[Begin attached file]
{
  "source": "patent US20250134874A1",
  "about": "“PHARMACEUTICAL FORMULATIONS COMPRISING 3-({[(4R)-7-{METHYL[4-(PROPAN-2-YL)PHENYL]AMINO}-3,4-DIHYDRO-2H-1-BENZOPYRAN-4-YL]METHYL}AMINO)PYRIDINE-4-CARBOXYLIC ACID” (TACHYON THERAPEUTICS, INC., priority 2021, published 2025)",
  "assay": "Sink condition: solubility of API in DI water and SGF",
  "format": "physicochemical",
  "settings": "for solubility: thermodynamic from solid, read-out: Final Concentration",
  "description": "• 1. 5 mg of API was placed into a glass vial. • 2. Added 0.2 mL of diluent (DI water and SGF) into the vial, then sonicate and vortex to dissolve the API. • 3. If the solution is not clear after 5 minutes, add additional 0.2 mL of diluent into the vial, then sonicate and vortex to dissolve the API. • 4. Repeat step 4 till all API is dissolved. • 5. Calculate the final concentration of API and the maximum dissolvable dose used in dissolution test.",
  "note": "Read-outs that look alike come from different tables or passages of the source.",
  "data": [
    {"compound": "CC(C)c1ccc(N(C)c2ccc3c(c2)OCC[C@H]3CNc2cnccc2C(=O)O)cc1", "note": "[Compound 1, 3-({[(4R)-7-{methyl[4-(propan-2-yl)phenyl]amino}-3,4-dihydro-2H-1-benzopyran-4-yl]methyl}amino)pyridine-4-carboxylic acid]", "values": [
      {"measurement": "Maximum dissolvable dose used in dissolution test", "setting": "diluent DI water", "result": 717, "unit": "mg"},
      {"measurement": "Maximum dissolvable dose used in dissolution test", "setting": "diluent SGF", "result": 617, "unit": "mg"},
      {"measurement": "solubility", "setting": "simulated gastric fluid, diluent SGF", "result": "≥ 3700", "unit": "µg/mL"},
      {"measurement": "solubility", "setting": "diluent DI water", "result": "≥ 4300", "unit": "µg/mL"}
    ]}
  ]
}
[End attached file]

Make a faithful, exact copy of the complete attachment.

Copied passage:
{
  "source": "patent US20250134874A1",
  "about": "“PHARMACEUTICAL FORMULATIONS COMPRISING 3-({[(4R)-7-{METHYL[4-(PROPAN-2-YL)PHENYL]AMINO}-3,4-DIHYDRO-2H-1-BENZOPYRAN-4-YL]METHYL}AMINO)PYRIDINE-4-CARBOXYLIC ACID” (TACHYON THERAPEUTICS, INC., priority 2021, published 2025)",
  "assay": "Sink condition: solubility of API in DI water and SGF",
  "format": "physicochemical",
  "settings": "for solubility: thermodynamic from solid, read-out: Final Concentration",
  "description": "• 1. 5 mg of API was placed into a glass vial. • 2. Added 0.2 mL of diluent (DI water and SGF) into the vial, then sonicate and vortex to dissolve the API. • 3. If the solution is not clear after 5 minutes, add additional 0.2 mL of diluent into the vial, then sonicate and vortex to dissolve the API. • 4. Repeat step 4 till all API is dissolved. • 5. Calculate the final concentration of API and the maximum dissolvable dose used in dissolution test.",
  "note": "Read-outs that look alike come from different tables or passages of the source.",
  "data": [
    {"compound": "CC(C)c1ccc(N(C)c2ccc3c(c2)OCC[C@H]3CNc2cnccc2C(=O)O)cc1", "note": "[Compound 1, 3-({[(4R)-7-{methyl[4-(propan-2-yl)phenyl]amino}-3,4-dihydro-2H-1-benzopyran-4-yl]methyl}amino)pyridine-4-carboxylic acid]", "values": [
      {"measurement": "Maximum dissolvable dose used in dissolution test", "setting": "diluent DI water", "result": 717, "unit": "mg"},
      {"measurement": "Maximum dissolvable dose used in dissolution test", "setting": "diluent SGF", "result": 617, "unit": "mg"},
      {"measurement": "solubility", "setting": "simulated gastric fluid, diluent SGF", "result": "≥ 3700", "unit": "µg/mL"},
      {"measurement": "solubility", "setting": "diluent DI water", "result": "≥ 4300", "unit": "µg/mL"}
    ]}
  ]
}